NDIS for Health Professionals
What is the NDIS?
The National Disability Insurance Scheme (NDIS) is a nationwide scheme that will help support people with a permanent and significant disability, and their families and caregivers. It will provide about 460,000 Australians under the age of 65 with a permanent and significant disability, the reasonable and necessary supports they need to optimise their function and participation in their community and employment.
When will it come into effect?
The National Disability Insurance Agency (NDIA) funding will roll-out to the Northern Sydney PHN area from 1 July 2017.
Eligibility and Pathways
The NDIS is available to Australian citizens, residents, and applicable visa category holders, who are under the age of 65 with a permanent disability that significantly impacts on activities of daily living. See also:
- Fact Sheet: Eligibility requirements for the NDIS – NSW Government NDIS
- NDIS Access checklist – NDIA
What other supports are available under the NDIS?
Early Childhood Early Intervention (ECEI)
Children aged between 0-6 years old identified with disability or developmental delay may benefit from working with Early Childhood Providers to help develop functional skills and access community supports. GPs should advise families that they can access the ECEI pathway whilst awaiting further assessment by health professionals. See also:
- Early Childhood Early Intervention (ECEI) – NSW Government NDIS
- Early Childhood Early Intervention – NDIA
Information Linkages and Capacity Building (ILC) – due to roll-out July 2018
Ability Links and Early Links NSW currently provides connections for patients with disability to their community. ILC is a new initiative that will aim to provide assistance and links to community and mainstream supports. It will help people with disability and their families to acquire skills, resources, and the confidence they need to participate in the community. Whilst the focus of ILC is largely on people who are ineligible for the NDIS, scheme participants can still access ILC. It may also help people with disability move into the NDIS if a need is identified. See also:
What happens next?
Those who already receive existing specialist disability services through Family and Community Services (FaCS), will be contacted by an NDIA representative and are required to create a plan (called My First Plan) that determines individualised goals for each participant. This can be developed in conjunction with a family member, carer, or support worker; a Health professional may also be asked to contribute to ensure complex health needs are accurately reflected in the client’s plan. They will then transition to the NDIS on 1 July 2017 and have services paid under this new structure, with participants controlling how funds are spent.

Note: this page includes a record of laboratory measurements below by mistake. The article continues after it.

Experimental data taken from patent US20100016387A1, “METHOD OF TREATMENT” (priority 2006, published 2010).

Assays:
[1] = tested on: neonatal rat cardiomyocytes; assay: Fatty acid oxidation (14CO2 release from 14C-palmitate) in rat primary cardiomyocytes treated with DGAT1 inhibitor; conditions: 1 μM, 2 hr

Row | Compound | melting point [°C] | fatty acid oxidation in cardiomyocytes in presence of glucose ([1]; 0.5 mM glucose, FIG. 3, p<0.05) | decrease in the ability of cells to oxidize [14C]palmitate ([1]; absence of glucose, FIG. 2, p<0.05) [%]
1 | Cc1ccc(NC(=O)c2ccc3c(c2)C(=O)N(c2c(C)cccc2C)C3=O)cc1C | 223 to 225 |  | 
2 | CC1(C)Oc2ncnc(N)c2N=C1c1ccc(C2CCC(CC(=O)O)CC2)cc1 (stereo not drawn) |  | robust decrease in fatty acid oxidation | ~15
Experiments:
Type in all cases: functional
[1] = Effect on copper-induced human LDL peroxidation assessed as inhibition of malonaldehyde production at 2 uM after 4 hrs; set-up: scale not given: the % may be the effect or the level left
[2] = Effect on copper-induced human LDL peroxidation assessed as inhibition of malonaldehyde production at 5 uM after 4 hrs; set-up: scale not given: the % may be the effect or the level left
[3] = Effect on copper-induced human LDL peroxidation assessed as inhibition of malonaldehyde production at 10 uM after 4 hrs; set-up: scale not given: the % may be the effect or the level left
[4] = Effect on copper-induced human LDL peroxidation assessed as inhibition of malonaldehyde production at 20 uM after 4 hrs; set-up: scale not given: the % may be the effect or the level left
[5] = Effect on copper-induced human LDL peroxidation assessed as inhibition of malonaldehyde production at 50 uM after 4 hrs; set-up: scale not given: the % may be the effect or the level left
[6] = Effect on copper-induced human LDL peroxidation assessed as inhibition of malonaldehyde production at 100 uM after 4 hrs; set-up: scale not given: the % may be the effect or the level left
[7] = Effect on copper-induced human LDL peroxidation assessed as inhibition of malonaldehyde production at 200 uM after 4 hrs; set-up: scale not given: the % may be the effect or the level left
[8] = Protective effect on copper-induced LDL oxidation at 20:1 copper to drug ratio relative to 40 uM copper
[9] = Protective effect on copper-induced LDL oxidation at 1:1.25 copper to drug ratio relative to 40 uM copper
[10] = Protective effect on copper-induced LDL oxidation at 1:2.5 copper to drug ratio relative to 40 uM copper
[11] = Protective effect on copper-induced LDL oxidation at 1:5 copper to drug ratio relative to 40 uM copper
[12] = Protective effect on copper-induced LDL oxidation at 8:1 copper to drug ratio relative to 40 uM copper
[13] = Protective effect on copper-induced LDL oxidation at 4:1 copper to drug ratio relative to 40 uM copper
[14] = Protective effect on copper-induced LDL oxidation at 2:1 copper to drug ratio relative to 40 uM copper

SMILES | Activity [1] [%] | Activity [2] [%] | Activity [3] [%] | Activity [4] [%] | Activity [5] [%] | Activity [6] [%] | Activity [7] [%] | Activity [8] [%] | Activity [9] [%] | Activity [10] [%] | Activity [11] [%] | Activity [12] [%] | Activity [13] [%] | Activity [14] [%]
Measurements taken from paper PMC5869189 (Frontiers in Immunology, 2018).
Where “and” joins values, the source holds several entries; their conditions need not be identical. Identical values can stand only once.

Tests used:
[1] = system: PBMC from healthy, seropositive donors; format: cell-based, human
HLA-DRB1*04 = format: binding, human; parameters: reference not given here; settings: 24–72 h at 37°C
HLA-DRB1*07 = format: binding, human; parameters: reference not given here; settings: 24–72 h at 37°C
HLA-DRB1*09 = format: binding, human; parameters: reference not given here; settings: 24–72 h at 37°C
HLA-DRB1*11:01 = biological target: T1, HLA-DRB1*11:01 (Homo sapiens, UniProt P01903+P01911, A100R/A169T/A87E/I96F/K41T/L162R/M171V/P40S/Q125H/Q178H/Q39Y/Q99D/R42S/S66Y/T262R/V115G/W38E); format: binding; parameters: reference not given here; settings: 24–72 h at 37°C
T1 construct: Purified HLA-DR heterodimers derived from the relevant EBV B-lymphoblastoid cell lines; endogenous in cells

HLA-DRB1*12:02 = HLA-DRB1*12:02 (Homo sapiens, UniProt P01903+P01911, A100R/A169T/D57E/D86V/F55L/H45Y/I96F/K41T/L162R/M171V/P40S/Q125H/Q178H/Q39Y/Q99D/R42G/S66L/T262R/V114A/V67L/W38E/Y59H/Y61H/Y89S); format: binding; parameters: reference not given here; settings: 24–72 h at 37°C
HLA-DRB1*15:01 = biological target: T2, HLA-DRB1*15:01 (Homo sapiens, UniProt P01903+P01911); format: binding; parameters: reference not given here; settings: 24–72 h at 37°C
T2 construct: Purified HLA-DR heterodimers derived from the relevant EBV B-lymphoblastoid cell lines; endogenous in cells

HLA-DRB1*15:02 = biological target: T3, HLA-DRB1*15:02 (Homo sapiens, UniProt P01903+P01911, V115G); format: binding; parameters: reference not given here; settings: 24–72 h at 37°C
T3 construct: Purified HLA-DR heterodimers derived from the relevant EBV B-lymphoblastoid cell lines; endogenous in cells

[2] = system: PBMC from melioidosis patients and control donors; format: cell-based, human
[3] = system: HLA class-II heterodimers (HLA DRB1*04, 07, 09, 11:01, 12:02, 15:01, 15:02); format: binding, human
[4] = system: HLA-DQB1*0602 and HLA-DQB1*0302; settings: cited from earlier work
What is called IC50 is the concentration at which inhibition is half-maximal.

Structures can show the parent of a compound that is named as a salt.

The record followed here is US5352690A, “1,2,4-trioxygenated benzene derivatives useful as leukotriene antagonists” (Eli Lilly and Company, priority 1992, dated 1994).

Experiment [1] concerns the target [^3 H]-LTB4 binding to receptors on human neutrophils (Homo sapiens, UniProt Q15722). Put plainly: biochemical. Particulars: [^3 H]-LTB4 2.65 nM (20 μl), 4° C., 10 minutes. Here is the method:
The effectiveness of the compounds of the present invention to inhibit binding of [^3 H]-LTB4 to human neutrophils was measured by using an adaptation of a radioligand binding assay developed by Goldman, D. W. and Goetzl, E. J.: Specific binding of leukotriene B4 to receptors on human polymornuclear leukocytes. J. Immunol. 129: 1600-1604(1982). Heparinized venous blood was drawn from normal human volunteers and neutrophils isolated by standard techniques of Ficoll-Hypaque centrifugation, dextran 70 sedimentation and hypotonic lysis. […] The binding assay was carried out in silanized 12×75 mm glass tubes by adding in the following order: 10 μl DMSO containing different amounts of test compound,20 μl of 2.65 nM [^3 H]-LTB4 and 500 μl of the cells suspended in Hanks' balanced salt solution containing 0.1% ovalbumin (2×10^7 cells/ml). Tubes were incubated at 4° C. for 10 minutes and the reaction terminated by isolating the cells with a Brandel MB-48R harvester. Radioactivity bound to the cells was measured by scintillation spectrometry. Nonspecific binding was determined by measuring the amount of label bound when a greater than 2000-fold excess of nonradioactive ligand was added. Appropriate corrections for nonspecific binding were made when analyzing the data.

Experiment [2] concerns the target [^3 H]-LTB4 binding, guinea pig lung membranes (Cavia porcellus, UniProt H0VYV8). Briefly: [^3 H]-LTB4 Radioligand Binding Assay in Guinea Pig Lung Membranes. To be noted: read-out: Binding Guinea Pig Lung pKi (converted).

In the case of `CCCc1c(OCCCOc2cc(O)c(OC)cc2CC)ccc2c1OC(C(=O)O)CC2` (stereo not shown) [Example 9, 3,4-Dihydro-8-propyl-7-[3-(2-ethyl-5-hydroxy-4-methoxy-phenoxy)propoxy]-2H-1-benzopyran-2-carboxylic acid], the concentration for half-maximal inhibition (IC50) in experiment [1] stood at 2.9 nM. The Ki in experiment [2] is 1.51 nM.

Clients unknown to the NDIA (e.g. newly diagnosed, degenerative conditions resulting in an eligible level of impairment and newly born children with disability) will need to make a full application to the scheme.
What do GPs need to do?
New patients seeking to receive supports and services under the NDIS will need to complete an ‘Access Request Form’ (ARF). Participants, their family or carers can obtain a copy of the ARF by contacting the NDIA. GPs and allied health professionals may be asked to complete Part F of the ARF, but may help complete other appropriate sections. In providing textual evidence of disability, GPs will need to consider the functional language used by the NDIS and accordingly detail a health matter in terms of functional impact.
Many participants will not require contact with their GP for any further details or documentation, as they may have a specific condition or may be part of a program that automatically qualifies them for entry into the NDIS. Others may require written medical evidence of their disability, with accepted documentation including validated functional assessments or specialists and allied health reports. Some will require an ‘NDIS supporting evidence form’ (currently under development) that addresses the 6 functional domains of communication, learning, mobility, self-care, social interaction and self-management. See Professional report guideline – Supporting Access and also:
- Evidence of your disability – NDIA
- Access to the NDIS – NDIA
- Access to the NDIS: List E – Qualifying Programs (also see lists A, B, C and D)
Who can I speak to for more information?
National Disability Insurance Agency (NDIA) – 1800 800 110
LAC – Local Area Coordinator for Northern Sydney is Uniting Care Ph: 1800 864 846 – More information
- Introduction to the National Disability Insurance Scheme for Allied Health Professionals Training Modules